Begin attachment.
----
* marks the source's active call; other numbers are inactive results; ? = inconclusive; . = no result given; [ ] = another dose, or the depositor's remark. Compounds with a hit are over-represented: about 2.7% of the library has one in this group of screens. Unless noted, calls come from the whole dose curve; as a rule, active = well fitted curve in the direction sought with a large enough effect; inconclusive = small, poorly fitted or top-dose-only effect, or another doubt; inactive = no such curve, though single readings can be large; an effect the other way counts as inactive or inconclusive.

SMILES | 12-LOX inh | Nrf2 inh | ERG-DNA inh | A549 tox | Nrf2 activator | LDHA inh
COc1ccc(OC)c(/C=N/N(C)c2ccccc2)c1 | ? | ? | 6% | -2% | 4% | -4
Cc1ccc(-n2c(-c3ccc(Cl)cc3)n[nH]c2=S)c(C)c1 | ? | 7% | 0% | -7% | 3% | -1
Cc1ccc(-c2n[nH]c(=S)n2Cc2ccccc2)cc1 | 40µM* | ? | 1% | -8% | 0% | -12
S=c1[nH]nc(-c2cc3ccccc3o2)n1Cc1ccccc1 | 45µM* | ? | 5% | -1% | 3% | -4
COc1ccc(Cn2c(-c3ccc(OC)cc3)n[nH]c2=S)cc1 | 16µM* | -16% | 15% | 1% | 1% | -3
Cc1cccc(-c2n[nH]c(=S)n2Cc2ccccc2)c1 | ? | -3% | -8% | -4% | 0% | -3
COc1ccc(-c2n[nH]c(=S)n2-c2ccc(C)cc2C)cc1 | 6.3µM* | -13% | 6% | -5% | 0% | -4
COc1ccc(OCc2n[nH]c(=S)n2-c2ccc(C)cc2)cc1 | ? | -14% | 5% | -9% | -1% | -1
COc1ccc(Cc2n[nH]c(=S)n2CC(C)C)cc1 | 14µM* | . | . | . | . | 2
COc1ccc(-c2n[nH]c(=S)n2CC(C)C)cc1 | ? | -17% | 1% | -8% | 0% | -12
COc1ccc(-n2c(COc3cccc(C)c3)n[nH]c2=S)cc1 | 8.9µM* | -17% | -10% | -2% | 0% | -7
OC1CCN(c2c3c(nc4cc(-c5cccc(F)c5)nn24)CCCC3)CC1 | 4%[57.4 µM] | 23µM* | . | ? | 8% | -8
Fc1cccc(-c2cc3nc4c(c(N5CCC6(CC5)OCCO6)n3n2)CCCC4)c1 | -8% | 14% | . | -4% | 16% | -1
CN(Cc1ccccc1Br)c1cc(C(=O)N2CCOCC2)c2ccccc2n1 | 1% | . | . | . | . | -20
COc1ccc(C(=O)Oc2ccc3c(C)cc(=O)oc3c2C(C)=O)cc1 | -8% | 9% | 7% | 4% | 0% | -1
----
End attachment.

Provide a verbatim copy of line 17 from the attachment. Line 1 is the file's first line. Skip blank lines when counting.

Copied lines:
COc1ccc(C(=O)Oc2ccc3c(C)cc(=O)oc3c2C(C)=O)cc1 | -8% | 9% | 7% | 4% | 0% | -1